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Internal teaching grants recipients 2021-22

Educational Advancement Fund

Divya Chaudhry, senior lecturer in Asian Studies; “Improv for language learning and promoting intellectual risk-taking.”

The current project seeks to study the impact of improvisational theater (improv) on language learning, intellectual risk taking, and overall wellness of learners enrolled in elementary and advanced HindiUrdu courses during the fall 2021 and spring 2022 semesters. Adapting the Common Ground Framework for Teaching Improvisational Ability in Medical Education (Fu, 2019) for linguistic and intercultural learning, learners will develop three core skill groups- (a) attunement to the self, others, and situational cues, (b) affirmation to what was perceived, and (c) advancement of conversation to accomplish a collaborative goal. Each core skill consists of a subset of behavioral and cognitive “microskills” which will be taught through experiential exercises conducted virtually by expert improv artists from a New Delhi- based theater group.

View Divya’s spotlight blog post

 


Carolina Palacios, senior lecturer in Spanish; “A transformative learning approach for FL2 Spanish students.”

This project aims to foster life-long learning and involves transformative learning in FL2 Spanish students through a Virtual Immersion Experience (VIE) with Spanish native speakers from varied Spanish speaking countries. This experience will enhance speaking and listening skills as well as Intercultural Communicative Competence (ICC) and Sociopragmatic Competence.   By using this innovative learning approach, Vanderbilt Spanish students will be exposed to diverse Latinx/Hispanic/Spanish cultures and embrace a cultural immersion even if remotely.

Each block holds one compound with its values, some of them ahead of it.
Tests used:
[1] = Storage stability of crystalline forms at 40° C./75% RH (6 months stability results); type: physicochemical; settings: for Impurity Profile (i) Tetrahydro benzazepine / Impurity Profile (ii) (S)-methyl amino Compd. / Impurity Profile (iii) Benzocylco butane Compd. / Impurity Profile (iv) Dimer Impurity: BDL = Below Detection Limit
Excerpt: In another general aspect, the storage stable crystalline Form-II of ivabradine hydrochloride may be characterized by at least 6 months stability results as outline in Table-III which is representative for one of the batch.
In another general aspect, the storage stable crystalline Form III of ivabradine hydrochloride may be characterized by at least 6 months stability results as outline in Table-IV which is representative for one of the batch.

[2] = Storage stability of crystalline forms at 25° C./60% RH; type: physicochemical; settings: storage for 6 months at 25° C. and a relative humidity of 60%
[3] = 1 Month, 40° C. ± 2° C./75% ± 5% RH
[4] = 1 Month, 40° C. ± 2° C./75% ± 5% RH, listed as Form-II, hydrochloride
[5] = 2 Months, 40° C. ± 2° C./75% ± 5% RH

Course Improvement Grant 

Tucker Biddlecombe, associate professor of choral studies; “Choral library modernization.”

The Vanderbilt Choral Library provides course-related materials for choral singers, free of charge, in both curricular and non-curricular vocal ensembles, serving over 300 singers in choirs throughout the University. The library contains music dating back to the Peabody School of Music (1920s) and while it is a fascinating historical resource for choral music at Vanderbilt, it is also considerably dated and lacks diversity in its offerings. The library is located in the basement of the Music Rehearsal Hall and is at nearly full capacity with no further room for expansion. This modernization project would provide a detailed cataloguing and evaluation for each piece in the choral library, purge/donate music that is no longer stylistically or historically appropriate, and provide repertoire and library experience for Integrated Studies Teacher Education (Blair-to-Peabody) students.